Digital certificates: hugely important, easily overlooked. It happens to the best of us, even powerhouses like Google, which recently caught the wrong end of this in a big way. The tech giant made headlines when countless Gmail users were met with security warnings upon attempting to access email. Turns out, the company failed to renew an intermediate SMTP certificate, rendering smtp.google.com unsecured and triggering Google Internet Authority G2 to issue the warnings to users.
Embarrassing? Sure. But it was also potentially dangerous to users and Google alike. Kevin Bocek, VP of Security Strategy and Threat Intelligence at Venafi, told SecurityWeek about the incident, “Without an active immune system to keep certificates in check, at best you get certificate expirations and downtime. At worst, you get the misuse of certificates like we’ve seen against Google and Microsoft in the last two weeks.” The vulnerabilities created by this lapse in certificate renewal (and the unwelcome publicity in high profile cases such as Google or Microsoft) can be very serious, indeed.
The severity of potential consequences, and the relative frequency with which high profile organizations seem to get into trouble here, would suggest the certificate renewal process must be a highly technical, tedious, or complex one. But the truth is, it’s really pretty easy. “Technically, stopping certificate outages is just keeping track of dates and serial numbers," Bocek continued in his interview with SecurityWeek.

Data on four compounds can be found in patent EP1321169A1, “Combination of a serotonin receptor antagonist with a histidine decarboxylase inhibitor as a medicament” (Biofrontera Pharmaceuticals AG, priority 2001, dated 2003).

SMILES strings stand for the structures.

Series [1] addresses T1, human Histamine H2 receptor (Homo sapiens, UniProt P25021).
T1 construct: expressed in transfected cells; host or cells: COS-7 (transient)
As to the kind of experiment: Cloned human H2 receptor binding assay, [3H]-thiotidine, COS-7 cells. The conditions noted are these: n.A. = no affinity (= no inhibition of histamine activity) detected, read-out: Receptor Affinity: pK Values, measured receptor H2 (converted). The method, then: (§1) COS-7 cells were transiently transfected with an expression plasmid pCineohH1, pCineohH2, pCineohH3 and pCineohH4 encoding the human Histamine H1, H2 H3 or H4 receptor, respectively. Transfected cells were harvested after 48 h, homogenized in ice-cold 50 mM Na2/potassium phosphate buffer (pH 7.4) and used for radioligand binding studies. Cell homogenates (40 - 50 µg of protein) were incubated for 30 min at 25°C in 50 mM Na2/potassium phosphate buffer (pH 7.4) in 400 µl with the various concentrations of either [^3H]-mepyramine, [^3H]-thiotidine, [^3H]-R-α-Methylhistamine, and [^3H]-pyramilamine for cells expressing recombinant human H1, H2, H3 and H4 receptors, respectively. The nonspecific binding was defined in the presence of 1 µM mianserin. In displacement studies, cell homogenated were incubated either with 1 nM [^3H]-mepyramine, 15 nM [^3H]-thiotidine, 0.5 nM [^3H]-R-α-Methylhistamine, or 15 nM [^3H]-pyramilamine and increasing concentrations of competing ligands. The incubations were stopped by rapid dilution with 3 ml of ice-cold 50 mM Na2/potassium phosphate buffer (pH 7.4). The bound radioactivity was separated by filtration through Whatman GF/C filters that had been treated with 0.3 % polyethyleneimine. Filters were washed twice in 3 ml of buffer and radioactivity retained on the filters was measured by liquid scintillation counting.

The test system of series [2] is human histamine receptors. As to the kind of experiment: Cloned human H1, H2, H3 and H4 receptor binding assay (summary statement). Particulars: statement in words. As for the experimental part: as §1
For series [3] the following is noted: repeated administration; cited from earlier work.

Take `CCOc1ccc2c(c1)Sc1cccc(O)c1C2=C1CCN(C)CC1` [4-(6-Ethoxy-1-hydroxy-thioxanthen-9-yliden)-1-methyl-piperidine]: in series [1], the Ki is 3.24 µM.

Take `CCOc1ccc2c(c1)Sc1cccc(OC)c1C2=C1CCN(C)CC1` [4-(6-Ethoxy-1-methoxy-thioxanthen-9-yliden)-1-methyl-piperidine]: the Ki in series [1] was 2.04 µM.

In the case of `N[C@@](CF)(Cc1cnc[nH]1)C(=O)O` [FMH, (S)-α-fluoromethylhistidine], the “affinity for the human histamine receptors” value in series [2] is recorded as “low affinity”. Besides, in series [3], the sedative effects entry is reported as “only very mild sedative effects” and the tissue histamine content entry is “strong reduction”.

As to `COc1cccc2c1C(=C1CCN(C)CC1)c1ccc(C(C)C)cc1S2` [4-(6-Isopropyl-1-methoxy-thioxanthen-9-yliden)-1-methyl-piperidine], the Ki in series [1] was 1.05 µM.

Simple as keeping track of dates and serial numbers, you say? Surely there’s an easy way to go about that. If you’re a Cherwell Software user, there absolutely is. In a case of impeccable timing (seriously), we released a Cherwell mApp designed to tackle this very issue just a few short days after Google’s misstep. The new mApp, currently available as a free download from the Cherwell mApp Exchange, provides two types of configuration items: one for tracking domain names, one for tracking SSL certificates. It includes custom statuses, registration and expiration date fields, and regular reminders when expiration dates approach. It’s the simple solution to a simple problem that’s long overdue. See the demo here.
So, remember: keep your expiration dates all in one place, get consistent warnings when it’s time to move, and stay in front of it. Simple.